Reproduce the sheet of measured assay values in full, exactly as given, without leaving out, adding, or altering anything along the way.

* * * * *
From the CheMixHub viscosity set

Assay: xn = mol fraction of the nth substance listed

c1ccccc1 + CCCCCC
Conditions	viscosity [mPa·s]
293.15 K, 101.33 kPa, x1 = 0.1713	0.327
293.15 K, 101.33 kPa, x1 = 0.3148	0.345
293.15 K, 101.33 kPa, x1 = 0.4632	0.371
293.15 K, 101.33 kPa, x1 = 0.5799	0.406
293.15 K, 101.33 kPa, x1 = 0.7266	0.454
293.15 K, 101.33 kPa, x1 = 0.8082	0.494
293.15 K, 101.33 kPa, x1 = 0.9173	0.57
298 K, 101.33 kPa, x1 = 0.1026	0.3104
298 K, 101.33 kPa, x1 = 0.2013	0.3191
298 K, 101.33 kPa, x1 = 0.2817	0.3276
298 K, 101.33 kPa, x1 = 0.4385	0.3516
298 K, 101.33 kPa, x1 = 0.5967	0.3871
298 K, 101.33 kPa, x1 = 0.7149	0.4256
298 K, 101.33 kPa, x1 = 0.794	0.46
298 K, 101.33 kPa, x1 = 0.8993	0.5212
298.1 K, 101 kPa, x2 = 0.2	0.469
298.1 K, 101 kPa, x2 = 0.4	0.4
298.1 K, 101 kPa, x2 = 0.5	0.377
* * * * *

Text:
From the CheMixHub viscosity set

Assay: xn = mol fraction of the nth substance listed

c1ccccc1 + CCCCCC
Conditions	viscosity [mPa·s]
293.15 K, 101.33 kPa, x1 = 0.1713	0.327
293.15 K, 101.33 kPa, x1 = 0.3148	0.345
293.15 K, 101.33 kPa, x1 = 0.4632	0.371
293.15 K, 101.33 kPa, x1 = 0.5799	0.406
293.15 K, 101.33 kPa, x1 = 0.7266	0.454
293.15 K, 101.33 kPa, x1 = 0.8082	0.494
293.15 K, 101.33 kPa, x1 = 0.9173	0.57
298 K, 101.33 kPa, x1 = 0.1026	0.3104
298 K, 101.33 kPa, x1 = 0.2013	0.3191
298 K, 101.33 kPa, x1 = 0.2817	0.3276
298 K, 101.33 kPa, x1 = 0.4385	0.3516
298 K, 101.33 kPa, x1 = 0.5967	0.3871
298 K, 101.33 kPa, x1 = 0.7149	0.4256
298 K, 101.33 kPa, x1 = 0.794	0.46
298 K, 101.33 kPa, x1 = 0.8993	0.5212
298.1 K, 101 kPa, x2 = 0.2	0.469
298.1 K, 101 kPa, x2 = 0.4	0.4
298.1 K, 101 kPa, x2 = 0.5	0.377